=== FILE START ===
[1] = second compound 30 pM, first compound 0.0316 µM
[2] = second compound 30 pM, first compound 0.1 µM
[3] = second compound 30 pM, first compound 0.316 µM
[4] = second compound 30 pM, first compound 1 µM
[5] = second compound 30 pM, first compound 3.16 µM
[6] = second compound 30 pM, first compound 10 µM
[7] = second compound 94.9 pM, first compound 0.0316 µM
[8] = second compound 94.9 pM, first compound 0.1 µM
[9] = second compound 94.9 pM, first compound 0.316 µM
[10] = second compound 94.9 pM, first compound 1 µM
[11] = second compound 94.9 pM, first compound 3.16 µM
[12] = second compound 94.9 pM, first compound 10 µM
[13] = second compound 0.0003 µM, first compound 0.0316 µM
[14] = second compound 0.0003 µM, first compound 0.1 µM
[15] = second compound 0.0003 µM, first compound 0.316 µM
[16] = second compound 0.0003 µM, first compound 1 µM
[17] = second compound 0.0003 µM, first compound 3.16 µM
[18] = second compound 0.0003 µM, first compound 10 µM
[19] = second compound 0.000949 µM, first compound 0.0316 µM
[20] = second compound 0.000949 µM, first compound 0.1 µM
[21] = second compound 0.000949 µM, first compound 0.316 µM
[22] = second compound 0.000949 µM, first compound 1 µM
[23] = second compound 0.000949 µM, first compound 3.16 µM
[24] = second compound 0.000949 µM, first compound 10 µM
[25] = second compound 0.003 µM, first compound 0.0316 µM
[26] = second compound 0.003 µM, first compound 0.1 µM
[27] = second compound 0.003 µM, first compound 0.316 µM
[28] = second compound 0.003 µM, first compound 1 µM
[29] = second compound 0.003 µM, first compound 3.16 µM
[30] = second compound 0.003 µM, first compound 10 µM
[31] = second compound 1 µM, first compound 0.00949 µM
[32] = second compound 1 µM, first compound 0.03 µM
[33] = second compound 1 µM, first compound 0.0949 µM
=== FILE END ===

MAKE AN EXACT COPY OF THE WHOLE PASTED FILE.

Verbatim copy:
[1] = second compound 30 pM, first compound 0.0316 µM
[2] = second compound 30 pM, first compound 0.1 µM
[3] = second compound 30 pM, first compound 0.316 µM
[4] = second compound 30 pM, first compound 1 µM
[5] = second compound 30 pM, first compound 3.16 µM
[6] = second compound 30 pM, first compound 10 µM
[7] = second compound 94.9 pM, first compound 0.0316 µM
[8] = second compound 94.9 pM, first compound 0.1 µM
[9] = second compound 94.9 pM, first compound 0.316 µM
[10] = second compound 94.9 pM, first compound 1 µM
[11] = second compound 94.9 pM, first compound 3.16 µM
[12] = second compound 94.9 pM, first compound 10 µM
[13] = second compound 0.0003 µM, first compound 0.0316 µM
[14] = second compound 0.0003 µM, first compound 0.1 µM
[15] = second compound 0.0003 µM, first compound 0.316 µM
[16] = second compound 0.0003 µM, first compound 1 µM
[17] = second compound 0.0003 µM, first compound 3.16 µM
[18] = second compound 0.0003 µM, first compound 10 µM
[19] = second compound 0.000949 µM, first compound 0.0316 µM
[20] = second compound 0.000949 µM, first compound 0.1 µM
[21] = second compound 0.000949 µM, first compound 0.316 µM
[22] = second compound 0.000949 µM, first compound 1 µM
[23] = second compound 0.000949 µM, first compound 3.16 µM
[24] = second compound 0.000949 µM, first compound 10 µM
[25] = second compound 0.003 µM, first compound 0.0316 µM
[26] = second compound 0.003 µM, first compound 0.1 µM
[27] = second compound 0.003 µM, first compound 0.316 µM
[28] = second compound 0.003 µM, first compound 1 µM
[29] = second compound 0.003 µM, first compound 3.16 µM
[30] = second compound 0.003 µM, first compound 10 µM
[31] = second compound 1 µM, first compound 0.00949 µM
[32] = second compound 1 µM, first compound 0.03 µM
[33] = second compound 1 µM, first compound 0.0949 µM